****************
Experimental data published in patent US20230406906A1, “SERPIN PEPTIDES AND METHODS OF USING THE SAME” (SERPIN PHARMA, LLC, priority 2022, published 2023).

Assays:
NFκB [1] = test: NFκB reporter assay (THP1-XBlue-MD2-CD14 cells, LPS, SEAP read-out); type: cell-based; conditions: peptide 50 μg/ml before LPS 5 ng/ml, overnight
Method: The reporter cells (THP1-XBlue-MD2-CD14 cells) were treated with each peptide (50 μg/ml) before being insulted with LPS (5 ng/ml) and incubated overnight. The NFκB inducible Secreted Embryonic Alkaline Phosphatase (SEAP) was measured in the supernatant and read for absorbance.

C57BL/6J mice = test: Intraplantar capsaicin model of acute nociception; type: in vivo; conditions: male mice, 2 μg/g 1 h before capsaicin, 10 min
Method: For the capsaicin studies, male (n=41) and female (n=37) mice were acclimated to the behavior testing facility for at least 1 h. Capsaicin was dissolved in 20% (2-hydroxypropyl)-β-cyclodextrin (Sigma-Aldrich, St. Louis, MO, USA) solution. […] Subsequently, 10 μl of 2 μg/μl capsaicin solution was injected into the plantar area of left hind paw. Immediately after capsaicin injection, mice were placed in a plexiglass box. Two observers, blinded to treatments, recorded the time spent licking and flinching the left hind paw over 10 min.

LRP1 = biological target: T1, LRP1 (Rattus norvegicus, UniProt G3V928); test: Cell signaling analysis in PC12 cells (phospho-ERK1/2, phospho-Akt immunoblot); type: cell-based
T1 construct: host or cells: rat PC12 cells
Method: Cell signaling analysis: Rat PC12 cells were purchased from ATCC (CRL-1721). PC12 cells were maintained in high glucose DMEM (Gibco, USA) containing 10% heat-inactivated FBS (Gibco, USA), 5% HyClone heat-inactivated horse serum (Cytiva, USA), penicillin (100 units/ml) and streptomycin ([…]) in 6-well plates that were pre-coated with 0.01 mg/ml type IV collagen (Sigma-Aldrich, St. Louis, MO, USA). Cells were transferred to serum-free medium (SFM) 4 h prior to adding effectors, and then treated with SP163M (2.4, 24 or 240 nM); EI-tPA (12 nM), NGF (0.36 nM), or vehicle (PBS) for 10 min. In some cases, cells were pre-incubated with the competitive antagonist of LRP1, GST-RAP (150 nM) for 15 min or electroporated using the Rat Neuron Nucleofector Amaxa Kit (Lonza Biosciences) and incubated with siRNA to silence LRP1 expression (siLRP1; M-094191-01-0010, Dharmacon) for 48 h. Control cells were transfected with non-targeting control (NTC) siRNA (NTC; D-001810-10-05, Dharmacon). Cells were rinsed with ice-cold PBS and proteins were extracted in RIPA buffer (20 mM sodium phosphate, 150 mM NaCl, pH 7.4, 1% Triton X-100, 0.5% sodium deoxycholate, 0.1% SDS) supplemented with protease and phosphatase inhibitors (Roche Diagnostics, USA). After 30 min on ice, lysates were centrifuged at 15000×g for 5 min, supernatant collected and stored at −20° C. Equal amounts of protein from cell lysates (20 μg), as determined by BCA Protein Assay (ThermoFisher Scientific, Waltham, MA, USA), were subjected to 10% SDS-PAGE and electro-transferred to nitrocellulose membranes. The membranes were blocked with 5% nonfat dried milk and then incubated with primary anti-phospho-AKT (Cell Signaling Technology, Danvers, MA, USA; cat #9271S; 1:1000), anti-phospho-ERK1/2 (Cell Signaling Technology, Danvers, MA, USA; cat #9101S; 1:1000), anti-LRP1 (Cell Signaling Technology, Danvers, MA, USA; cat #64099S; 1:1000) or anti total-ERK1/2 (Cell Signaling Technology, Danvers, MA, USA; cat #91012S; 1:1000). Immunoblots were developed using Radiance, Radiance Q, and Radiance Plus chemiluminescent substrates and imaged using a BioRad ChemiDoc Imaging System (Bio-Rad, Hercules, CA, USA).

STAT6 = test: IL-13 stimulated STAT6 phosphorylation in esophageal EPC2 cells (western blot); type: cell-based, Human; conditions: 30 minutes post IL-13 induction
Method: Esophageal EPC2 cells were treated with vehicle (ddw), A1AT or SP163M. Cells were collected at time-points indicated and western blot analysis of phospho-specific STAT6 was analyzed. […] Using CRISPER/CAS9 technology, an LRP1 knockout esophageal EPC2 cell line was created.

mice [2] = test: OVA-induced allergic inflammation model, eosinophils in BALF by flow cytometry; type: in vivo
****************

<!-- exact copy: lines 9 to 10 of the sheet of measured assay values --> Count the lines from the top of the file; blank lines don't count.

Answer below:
Method: Cell signaling analysis: Rat PC12 cells were purchased from ATCC (CRL-1721). PC12 cells were maintained in high glucose DMEM (Gibco, USA) containing 10% heat-inactivated FBS (Gibco, USA), 5% HyClone heat-inactivated horse serum (Cytiva, USA), penicillin (100 units/ml) and streptomycin ([…]) in 6-well plates that were pre-coated with 0.01 mg/ml type IV collagen (Sigma-Aldrich, St. Louis, MO, USA). Cells were transferred to serum-free medium (SFM) 4 h prior to adding effectors, and then treated with SP163M (2.4, 24 or 240 nM); EI-tPA (12 nM), NGF (0.36 nM), or vehicle (PBS) for 10 min. In some cases, cells were pre-incubated with the competitive antagonist of LRP1, GST-RAP (150 nM) for 15 min or electroporated using the Rat Neuron Nucleofector Amaxa Kit (Lonza Biosciences) and incubated with siRNA to silence LRP1 expression (siLRP1; M-094191-01-0010, Dharmacon) for 48 h. Control cells were transfected with non-targeting control (NTC) siRNA (NTC; D-001810-10-05, Dharmacon). Cells were rinsed with ice-cold PBS and proteins were extracted in RIPA buffer (20 mM sodium phosphate, 150 mM NaCl, pH 7.4, 1% Triton X-100, 0.5% sodium deoxycholate, 0.1% SDS) supplemented with protease and phosphatase inhibitors (Roche Diagnostics, USA). After 30 min on ice, lysates were centrifuged at 15000×g for 5 min, supernatant collected and stored at −20° C. Equal amounts of protein from cell lysates (20 μg), as determined by BCA Protein Assay (ThermoFisher Scientific, Waltham, MA, USA), were subjected to 10% SDS-PAGE and electro-transferred to nitrocellulose membranes. The membranes were blocked with 5% nonfat dried milk and then incubated with primary anti-phospho-AKT (Cell Signaling Technology, Danvers, MA, USA; cat #9271S; 1:1000), anti-phospho-ERK1/2 (Cell Signaling Technology, Danvers, MA, USA; cat #9101S; 1:1000), anti-LRP1 (Cell Signaling Technology, Danvers, MA, USA; cat #64099S; 1:1000) or anti total-ERK1/2 (Cell Signaling Technology, Danvers, MA, USA; cat #91012S; 1:1000). Immunoblots were developed using Radiance, Radiance Q, and Radiance Plus chemiluminescent substrates and imaged using a BioRad ChemiDoc Imaging System (Bio-Rad, Hercules, CA, USA).

STAT6 = test: IL-13 stimulated STAT6 phosphorylation in esophageal EPC2 cells (western blot); type: cell-based, Human; conditions: 30 minutes post IL-13 induction